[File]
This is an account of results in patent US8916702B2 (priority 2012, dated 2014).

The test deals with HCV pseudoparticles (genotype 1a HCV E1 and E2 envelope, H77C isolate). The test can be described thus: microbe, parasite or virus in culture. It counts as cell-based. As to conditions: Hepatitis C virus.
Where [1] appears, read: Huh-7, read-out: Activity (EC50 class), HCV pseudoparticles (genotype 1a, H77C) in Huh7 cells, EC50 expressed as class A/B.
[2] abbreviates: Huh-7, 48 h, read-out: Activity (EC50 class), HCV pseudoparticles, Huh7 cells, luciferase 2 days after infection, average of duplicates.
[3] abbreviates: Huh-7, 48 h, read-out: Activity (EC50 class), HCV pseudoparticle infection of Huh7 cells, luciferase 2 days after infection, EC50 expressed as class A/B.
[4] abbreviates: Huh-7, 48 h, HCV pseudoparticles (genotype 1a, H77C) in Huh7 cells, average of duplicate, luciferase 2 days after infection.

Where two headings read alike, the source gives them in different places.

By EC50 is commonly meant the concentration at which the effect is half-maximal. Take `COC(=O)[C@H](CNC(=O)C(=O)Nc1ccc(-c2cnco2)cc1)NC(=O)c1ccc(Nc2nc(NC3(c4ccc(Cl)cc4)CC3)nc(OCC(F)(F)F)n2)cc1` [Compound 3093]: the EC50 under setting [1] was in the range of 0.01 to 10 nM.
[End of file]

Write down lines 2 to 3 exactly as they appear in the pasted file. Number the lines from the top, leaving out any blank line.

The test deals with HCV pseudoparticles (genotype 1a HCV E1 and E2 envelope, H77C isolate). The test can be described thus: microbe, parasite or virus in culture. It counts as cell-based. As to conditions: Hepatitis C virus.
Where [1] appears, read: Huh-7, read-out: Activity (EC50 class), HCV pseudoparticles (genotype 1a, H77C) in Huh7 cells, EC50 expressed as class A/B.